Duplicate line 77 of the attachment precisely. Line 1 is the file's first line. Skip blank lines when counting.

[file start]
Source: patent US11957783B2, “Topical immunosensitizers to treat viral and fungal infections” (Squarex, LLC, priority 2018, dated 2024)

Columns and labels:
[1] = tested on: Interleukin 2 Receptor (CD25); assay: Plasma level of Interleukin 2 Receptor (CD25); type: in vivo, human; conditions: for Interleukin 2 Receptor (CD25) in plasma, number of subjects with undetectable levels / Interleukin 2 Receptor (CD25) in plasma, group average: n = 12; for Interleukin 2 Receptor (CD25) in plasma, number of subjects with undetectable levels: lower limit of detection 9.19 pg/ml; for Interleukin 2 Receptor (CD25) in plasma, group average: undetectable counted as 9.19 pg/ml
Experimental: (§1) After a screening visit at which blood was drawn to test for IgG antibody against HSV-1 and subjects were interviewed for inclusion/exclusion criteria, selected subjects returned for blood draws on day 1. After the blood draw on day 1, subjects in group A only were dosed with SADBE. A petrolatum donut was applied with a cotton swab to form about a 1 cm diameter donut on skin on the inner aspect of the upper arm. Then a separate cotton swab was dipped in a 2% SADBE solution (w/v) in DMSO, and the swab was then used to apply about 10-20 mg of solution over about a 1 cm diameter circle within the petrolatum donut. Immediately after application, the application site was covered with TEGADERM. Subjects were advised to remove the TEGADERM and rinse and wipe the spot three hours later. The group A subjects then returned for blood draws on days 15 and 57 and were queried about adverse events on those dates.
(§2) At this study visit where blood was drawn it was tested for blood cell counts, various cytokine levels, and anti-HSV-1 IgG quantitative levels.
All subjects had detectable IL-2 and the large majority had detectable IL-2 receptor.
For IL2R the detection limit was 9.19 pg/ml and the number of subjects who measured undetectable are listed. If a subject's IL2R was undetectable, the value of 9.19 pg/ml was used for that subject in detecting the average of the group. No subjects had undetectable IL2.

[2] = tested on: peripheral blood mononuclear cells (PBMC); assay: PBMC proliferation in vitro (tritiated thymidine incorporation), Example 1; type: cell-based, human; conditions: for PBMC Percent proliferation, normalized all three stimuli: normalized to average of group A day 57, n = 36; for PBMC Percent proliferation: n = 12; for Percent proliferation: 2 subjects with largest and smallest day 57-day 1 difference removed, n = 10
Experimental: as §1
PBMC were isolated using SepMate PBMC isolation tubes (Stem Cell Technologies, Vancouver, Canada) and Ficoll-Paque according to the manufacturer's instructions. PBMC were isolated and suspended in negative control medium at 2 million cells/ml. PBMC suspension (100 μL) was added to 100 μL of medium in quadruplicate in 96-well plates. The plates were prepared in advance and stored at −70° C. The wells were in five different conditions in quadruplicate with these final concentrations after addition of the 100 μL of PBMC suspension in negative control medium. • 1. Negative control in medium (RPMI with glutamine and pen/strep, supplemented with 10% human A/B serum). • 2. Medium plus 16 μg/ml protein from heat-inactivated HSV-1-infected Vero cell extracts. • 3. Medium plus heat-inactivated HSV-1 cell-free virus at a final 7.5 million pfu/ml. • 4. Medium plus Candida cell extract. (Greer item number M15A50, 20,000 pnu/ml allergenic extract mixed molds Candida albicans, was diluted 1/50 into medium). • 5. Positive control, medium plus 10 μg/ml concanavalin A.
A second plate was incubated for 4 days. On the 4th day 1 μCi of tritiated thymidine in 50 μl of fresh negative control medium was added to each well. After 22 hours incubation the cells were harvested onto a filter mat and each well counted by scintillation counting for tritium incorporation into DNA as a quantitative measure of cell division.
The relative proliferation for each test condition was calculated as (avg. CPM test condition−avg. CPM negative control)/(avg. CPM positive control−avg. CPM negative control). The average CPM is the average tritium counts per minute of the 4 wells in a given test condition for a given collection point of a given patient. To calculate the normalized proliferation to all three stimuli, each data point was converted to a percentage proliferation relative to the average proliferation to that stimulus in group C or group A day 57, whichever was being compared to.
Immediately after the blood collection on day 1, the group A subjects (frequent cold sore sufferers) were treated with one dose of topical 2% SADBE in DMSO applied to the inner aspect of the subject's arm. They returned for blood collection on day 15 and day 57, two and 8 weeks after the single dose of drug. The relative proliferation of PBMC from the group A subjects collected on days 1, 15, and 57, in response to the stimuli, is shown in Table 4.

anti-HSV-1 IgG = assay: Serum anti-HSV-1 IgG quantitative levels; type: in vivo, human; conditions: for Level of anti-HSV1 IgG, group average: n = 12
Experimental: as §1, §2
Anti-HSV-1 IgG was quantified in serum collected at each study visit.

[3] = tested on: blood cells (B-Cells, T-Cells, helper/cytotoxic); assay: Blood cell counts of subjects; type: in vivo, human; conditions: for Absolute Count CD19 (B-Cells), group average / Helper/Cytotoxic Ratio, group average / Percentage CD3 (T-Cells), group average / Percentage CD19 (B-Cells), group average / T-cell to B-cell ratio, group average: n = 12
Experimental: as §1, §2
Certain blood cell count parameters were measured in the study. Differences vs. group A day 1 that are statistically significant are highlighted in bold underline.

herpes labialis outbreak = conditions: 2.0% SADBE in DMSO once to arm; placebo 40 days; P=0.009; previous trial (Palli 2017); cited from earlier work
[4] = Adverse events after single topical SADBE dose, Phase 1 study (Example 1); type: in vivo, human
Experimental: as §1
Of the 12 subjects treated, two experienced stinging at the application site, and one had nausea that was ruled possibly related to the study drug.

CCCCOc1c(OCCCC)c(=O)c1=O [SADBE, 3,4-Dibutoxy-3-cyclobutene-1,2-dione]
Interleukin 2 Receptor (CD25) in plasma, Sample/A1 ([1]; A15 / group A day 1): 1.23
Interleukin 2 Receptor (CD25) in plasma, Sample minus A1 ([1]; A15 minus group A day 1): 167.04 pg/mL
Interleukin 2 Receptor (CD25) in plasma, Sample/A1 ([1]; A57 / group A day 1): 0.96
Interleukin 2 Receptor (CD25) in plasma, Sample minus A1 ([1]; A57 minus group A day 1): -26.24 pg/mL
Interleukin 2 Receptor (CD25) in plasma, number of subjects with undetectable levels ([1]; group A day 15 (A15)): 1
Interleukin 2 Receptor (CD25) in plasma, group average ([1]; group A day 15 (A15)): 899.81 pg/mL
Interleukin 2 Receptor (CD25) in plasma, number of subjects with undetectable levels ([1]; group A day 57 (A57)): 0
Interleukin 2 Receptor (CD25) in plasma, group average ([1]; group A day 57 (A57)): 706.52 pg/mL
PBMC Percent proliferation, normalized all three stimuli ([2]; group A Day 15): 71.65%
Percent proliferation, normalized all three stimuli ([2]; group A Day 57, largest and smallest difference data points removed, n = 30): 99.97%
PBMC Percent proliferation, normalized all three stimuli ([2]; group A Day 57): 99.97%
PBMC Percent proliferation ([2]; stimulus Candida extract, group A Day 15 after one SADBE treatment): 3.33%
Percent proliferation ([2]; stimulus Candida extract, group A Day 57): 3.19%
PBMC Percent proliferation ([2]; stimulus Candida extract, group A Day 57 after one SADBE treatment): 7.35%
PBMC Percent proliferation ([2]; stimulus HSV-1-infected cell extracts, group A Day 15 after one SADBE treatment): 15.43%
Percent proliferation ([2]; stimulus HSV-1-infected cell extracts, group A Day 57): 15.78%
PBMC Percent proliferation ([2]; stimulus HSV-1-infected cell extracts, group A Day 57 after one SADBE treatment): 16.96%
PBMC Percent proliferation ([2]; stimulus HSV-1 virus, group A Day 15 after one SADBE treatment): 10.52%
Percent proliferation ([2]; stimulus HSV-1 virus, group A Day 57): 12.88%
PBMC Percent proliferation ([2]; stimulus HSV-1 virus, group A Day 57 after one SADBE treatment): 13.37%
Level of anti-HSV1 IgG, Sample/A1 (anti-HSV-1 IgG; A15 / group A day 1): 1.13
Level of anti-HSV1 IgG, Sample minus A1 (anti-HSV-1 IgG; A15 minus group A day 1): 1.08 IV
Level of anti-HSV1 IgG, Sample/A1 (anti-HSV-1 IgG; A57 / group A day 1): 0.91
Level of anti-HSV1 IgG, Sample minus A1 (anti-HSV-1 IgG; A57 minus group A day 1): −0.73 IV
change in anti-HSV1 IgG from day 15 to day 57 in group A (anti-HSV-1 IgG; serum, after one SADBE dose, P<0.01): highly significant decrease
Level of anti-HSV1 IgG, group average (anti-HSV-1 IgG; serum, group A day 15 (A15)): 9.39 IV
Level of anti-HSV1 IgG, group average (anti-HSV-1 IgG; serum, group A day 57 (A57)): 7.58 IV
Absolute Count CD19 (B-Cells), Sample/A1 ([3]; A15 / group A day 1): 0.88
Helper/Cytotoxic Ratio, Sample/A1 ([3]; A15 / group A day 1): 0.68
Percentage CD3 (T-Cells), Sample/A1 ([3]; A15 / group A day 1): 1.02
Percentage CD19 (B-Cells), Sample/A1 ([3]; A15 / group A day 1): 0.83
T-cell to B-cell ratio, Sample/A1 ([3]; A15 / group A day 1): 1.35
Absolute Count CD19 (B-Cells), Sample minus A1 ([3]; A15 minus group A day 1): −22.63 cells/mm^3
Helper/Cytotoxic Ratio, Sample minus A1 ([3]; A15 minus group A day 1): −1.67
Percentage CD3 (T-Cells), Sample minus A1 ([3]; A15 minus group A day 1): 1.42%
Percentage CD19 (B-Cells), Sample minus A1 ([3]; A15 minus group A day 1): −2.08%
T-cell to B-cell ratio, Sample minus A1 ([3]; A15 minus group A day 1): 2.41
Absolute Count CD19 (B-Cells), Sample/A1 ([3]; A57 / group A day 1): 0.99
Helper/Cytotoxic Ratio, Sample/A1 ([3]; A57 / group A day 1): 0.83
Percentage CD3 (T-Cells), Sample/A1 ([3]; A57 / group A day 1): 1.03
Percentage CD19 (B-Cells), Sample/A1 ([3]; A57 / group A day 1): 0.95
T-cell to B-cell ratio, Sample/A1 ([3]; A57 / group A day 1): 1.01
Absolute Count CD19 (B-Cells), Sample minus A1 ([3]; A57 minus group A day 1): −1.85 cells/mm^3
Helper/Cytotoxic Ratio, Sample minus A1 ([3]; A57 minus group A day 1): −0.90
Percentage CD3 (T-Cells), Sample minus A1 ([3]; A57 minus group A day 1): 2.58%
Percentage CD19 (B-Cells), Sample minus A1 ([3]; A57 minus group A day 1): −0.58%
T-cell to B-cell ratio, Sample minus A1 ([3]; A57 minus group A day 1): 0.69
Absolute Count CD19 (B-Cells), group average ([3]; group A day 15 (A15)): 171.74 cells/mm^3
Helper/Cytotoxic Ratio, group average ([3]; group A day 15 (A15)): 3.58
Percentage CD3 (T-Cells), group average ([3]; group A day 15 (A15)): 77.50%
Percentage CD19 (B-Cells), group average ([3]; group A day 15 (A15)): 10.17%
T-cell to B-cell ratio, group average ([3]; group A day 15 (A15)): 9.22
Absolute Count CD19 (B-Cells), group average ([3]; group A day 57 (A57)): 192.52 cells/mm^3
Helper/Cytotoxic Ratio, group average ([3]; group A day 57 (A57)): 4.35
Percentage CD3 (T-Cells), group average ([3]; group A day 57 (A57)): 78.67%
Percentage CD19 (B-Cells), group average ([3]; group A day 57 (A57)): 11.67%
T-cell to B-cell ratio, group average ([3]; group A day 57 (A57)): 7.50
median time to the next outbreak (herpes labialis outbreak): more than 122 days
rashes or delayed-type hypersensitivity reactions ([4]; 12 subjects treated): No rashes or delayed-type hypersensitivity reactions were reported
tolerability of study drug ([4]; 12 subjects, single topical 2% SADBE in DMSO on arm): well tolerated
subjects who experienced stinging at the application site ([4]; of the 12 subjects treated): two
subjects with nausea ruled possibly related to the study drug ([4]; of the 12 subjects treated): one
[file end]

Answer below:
Absolute Count CD19 (B-Cells), group average ([3]; group A day 57 (A57)): 192.52 cells/mm^3